In July 2015, the Exchange amended its policies on listed companies’ disclosure of information and released a consultation paper “Environmental, Social and Governance (ESG) Reporting Guide” (Reporting Guide). Amendments would then be applicable to the Listing Rules. Labour standards are included in the social aspect in the Reporting Guide. The Reporting Guide upgraded the disclosure of some aspects from “recommended disclosure” to “comply or explain”. During the consultation period, the HKCTU wrote to the Exchange and recommended “a set of clear disclosure guidelines and criteria” of labour standards for listed companies to comply with. A listed company has a responsibility to clearly inform their investors, employees and public about its labour standards and the compliance of labour protection, for the stakeholders to make informed evaluation of the impact of the company’s labour violations on themselves. The Exchange eventually demands listed companies to disclose “related policies” on labour rights and their compliance with labour legislations, but without the detailed records of the frequency of labour violations and related labour actions. For example, in Hutchison Whampoa Limited’s Annual Report 2014, the impact of Hong Kong Dockers’ Strike on its turnover was not spelled out. Though stakeholders might be aware of the labour action, they are not informed about the loss such an industrial action could lead to. As a fact, the amendments neither encourage listed companies to implement policies to protect workers, nor promote better governance to the public. They even fail to protect investors’ interests, as they lack details from the disclosure of information, if those self-proclaimed policies by the listed companies have been implemented or proven effective.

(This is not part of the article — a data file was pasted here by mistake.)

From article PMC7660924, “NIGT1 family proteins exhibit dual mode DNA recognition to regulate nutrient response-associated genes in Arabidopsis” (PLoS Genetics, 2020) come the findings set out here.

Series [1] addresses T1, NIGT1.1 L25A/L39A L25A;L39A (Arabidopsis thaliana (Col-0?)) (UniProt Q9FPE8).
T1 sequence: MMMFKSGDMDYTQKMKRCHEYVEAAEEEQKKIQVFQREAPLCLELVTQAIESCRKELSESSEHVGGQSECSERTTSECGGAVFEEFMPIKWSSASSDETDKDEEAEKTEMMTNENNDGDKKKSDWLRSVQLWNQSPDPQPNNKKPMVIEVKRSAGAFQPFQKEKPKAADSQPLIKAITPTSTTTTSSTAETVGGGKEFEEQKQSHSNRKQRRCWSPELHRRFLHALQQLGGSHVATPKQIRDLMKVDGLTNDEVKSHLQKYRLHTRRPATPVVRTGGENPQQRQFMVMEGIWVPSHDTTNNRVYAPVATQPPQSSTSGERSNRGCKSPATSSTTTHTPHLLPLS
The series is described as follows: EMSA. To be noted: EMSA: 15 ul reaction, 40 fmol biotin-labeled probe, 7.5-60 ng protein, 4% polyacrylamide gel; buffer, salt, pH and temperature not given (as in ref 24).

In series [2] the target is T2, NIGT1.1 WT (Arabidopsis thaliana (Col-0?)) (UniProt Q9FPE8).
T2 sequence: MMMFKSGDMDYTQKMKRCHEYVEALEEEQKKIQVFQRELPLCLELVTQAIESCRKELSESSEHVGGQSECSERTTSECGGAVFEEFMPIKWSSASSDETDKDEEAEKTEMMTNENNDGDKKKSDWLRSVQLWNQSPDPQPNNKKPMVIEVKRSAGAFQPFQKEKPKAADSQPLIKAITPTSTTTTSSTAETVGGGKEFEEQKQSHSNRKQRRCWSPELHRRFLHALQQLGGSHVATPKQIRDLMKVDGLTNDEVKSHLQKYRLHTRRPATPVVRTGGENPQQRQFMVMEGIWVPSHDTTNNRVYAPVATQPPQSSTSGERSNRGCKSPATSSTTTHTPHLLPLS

This year’s Monitoring Report illustrates that in the midst of Guangdong’s economic transformation and as economic slowdown deepens in China, even Hong Kong listed companies would sacrifice workers’ basic legal rights and exploit them mercilessly. Labour conditions in small or medium-scale enterprises can only be more appalling. The cases described above also show that the Exchange connive listed companies, in both aspects of policy making and implementation. The Exchange’s lack of transparency is unhelpful in monitoring the listed companies’ compliance of corporate social responsibility and protecting the public’s right to know. As a result, the Exchange fails to provide concrete protection to both Chinese workers and investors.